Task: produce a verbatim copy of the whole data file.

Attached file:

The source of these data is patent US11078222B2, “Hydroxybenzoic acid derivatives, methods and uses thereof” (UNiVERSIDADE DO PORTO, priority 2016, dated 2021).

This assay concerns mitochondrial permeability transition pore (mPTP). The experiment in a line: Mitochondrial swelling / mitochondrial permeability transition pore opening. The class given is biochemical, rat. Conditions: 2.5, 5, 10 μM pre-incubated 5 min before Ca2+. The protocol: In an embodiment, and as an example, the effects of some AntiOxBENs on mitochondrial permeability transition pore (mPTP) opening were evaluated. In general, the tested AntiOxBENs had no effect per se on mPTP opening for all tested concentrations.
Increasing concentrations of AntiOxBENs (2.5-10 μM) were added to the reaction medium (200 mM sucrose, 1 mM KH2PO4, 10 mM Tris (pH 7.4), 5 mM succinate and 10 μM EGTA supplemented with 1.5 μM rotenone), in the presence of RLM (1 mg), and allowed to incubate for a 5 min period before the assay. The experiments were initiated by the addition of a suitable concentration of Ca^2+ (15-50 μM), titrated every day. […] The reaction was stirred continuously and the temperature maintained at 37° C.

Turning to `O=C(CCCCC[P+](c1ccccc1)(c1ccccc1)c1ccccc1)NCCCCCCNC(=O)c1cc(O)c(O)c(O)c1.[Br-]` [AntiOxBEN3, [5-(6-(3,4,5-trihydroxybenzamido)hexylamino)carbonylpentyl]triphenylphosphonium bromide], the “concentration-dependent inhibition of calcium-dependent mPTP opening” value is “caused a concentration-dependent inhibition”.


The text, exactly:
The source of these data is patent US11078222B2, “Hydroxybenzoic acid derivatives, methods and uses thereof” (UNiVERSIDADE DO PORTO, priority 2016, dated 2021).

This assay concerns mitochondrial permeability transition pore (mPTP). The experiment in a line: Mitochondrial swelling / mitochondrial permeability transition pore opening. The class given is biochemical, rat. Conditions: 2.5, 5, 10 μM pre-incubated 5 min before Ca2+. The protocol: In an embodiment, and as an example, the effects of some AntiOxBENs on mitochondrial permeability transition pore (mPTP) opening were evaluated. In general, the tested AntiOxBENs had no effect per se on mPTP opening for all tested concentrations.
Increasing concentrations of AntiOxBENs (2.5-10 μM) were added to the reaction medium (200 mM sucrose, 1 mM KH2PO4, 10 mM Tris (pH 7.4), 5 mM succinate and 10 μM EGTA supplemented with 1.5 μM rotenone), in the presence of RLM (1 mg), and allowed to incubate for a 5 min period before the assay. The experiments were initiated by the addition of a suitable concentration of Ca^2+ (15-50 μM), titrated every day. […] The reaction was stirred continuously and the temperature maintained at 37° C.

Turning to `O=C(CCCCC[P+](c1ccccc1)(c1ccccc1)c1ccccc1)NCCCCCCNC(=O)c1cc(O)c(O)c(O)c1.[Br-]` [AntiOxBEN3, [5-(6-(3,4,5-trihydroxybenzamido)hexylamino)carbonylpentyl]triphenylphosphonium bromide], the “concentration-dependent inhibition of calcium-dependent mPTP opening” value is “caused a concentration-dependent inhibition”.